Could estrogen be a protector from stroke pre-menopause? It could be, considering how this condition affects women, especially after menopause.
Stroke is one of the top 5 leading causes of death and a significant cause of disability. Did you know that women account for 60% of all stroke events?
In the 10 years after menopause, a woman’s risk for stroke roughly doubles.
We’re digging into the topic today… so let’s definitely start at the beginning with some details about symptoms, types, and yes, the definition of stroke.
A stroke happens when the blood supply to the brain is interrupted or reduced, according to the Mayo Clinic. Brain cells can begin to die off in minutes, resulting in brain damage. It’s the blood, after all, that carries the critical oxygen and other nutrients for proper brain feeding and function.
A few symptoms are quite noticeable and will signal a stroke, others are more subtle. The key is to respond as quickly as possible if you suspect a stroke is happening in order to prevent or minimize brain damage. Here are the symptoms of stroke:
One of the baffling things about strokes is that it can be difficult to assess when one is happening if symptoms aren’t either of the first two in the above-bulleted list.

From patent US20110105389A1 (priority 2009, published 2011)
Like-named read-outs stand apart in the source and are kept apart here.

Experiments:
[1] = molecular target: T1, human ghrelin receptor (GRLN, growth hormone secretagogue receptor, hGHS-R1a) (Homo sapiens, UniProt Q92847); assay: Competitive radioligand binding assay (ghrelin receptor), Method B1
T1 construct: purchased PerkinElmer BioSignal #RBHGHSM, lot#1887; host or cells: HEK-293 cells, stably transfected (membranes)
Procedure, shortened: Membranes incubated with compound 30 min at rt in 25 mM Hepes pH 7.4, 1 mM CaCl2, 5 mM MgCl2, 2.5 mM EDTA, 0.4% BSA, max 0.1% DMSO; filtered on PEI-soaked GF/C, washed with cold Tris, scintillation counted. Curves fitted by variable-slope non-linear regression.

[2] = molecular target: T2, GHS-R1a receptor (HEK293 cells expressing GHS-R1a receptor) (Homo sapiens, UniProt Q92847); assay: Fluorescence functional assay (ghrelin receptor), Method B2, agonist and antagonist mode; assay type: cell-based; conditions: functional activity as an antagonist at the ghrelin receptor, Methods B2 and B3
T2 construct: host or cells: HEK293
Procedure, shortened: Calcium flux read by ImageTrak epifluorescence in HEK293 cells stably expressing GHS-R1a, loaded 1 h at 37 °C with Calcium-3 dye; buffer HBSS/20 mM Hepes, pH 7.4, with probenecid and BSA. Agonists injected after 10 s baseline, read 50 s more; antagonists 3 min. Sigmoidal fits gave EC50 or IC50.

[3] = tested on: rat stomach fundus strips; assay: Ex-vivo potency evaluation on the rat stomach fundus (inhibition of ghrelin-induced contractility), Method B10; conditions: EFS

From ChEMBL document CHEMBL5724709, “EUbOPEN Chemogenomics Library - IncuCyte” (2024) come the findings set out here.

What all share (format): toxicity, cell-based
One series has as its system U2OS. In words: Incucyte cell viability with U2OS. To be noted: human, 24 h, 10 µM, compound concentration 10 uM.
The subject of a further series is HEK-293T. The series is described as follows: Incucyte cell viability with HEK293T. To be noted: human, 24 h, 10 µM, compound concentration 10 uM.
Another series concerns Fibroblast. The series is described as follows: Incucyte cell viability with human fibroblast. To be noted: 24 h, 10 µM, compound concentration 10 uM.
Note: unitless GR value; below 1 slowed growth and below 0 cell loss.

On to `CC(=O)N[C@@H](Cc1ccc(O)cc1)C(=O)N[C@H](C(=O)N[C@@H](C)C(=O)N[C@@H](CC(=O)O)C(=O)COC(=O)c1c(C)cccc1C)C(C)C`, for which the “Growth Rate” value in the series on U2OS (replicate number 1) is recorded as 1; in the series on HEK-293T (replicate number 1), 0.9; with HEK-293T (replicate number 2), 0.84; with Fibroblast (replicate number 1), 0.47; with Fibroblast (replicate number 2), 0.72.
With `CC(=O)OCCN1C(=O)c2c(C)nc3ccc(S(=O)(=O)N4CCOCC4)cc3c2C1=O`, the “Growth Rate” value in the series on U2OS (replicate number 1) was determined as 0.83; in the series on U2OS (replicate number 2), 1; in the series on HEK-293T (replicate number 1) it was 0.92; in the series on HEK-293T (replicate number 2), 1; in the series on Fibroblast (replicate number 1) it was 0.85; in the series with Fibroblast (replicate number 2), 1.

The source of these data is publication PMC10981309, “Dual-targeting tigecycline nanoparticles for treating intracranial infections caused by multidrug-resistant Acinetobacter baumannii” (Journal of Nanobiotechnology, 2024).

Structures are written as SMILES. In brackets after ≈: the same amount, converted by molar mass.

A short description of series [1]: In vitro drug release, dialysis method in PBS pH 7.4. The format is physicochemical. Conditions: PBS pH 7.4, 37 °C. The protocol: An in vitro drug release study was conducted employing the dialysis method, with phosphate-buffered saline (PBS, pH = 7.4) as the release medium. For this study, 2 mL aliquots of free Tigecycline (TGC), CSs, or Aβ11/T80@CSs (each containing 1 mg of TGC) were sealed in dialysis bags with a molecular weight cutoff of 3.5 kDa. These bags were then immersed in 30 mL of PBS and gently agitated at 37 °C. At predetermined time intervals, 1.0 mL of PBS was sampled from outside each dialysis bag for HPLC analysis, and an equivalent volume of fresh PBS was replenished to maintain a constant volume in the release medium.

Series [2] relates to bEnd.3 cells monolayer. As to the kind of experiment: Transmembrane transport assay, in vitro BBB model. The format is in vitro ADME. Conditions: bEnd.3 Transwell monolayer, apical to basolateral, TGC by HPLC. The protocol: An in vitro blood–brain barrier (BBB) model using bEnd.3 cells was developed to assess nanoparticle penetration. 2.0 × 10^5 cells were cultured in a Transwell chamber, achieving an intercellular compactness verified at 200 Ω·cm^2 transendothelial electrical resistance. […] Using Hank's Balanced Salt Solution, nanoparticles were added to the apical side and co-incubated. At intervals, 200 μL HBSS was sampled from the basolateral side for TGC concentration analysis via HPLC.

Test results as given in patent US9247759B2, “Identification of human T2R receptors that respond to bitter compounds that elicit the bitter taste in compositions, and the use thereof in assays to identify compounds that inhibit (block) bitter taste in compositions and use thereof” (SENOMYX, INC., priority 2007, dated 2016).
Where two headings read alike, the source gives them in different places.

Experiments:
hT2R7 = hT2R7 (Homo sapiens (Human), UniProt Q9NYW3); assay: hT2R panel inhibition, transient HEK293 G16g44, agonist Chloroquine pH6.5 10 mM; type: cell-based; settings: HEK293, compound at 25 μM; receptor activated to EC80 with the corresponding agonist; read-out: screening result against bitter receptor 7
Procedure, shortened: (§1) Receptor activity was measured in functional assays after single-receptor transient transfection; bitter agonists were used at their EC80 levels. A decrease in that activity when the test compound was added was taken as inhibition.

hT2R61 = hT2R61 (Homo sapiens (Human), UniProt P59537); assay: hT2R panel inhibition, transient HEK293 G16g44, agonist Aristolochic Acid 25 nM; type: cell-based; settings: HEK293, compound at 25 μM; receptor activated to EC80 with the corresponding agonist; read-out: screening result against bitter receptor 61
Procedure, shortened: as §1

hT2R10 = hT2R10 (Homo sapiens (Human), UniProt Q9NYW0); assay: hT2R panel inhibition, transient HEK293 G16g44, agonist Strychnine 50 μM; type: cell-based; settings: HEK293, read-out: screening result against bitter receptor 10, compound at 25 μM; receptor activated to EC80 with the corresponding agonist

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Timing is key and your awareness and ability to think and act fast can may a significant difference. This is also from the Mayo Clinic and may help you… or someone close to you.
We checked in with the American Stroke Association for more details on the different types of strokes that can occur.
We also found this type: Silent stroke
Silent stroke is many times undetectable during its occurrence and can be found after with an MRI or CT scan.
Why does the risk for stroke increase after menopause? It’s thought that additional cardiovascular risk factors develop after menopause. Actually, multiple risk factors for stroke develop with the onset of menopause: abdominal weight gain, an increase in triglycerides, total cholesterol and LDL (unhealthy) cholesterol, a decrease in HDL (healthy) cholesterol, increased fasting glucose and other measures of insulin resistance, increased BMI, and increased blood pressure.
A study also showed that women who experienced early-onset menopause (age 42 and younger) may be twice as likely to suffer from a stroke as women who experience menopause at age 54 or over at menopause. More studies and more evidence are needed here, but the number presented is significant.
This study proved interesting, but yet inconclusive when it comes to how hormone replacement therapy (HRT) may decrease the risk of stroke in human women.
“Animal studies demonstrate that postmenopausal HRT has beneficial effects on stroke, but the outcomes are not consistent in human studies due to multifactorial mechanisms.”
So, essentially, there’s a disconnect when it comes to humans, and more study is needed on this topic as well.
And right now is the best time to begin.
What are your thoughts on the topic of stroke before and after menopause? Join this and all of the other threads of conversation in the Gennev Community Forum. You are definitely in good company there.
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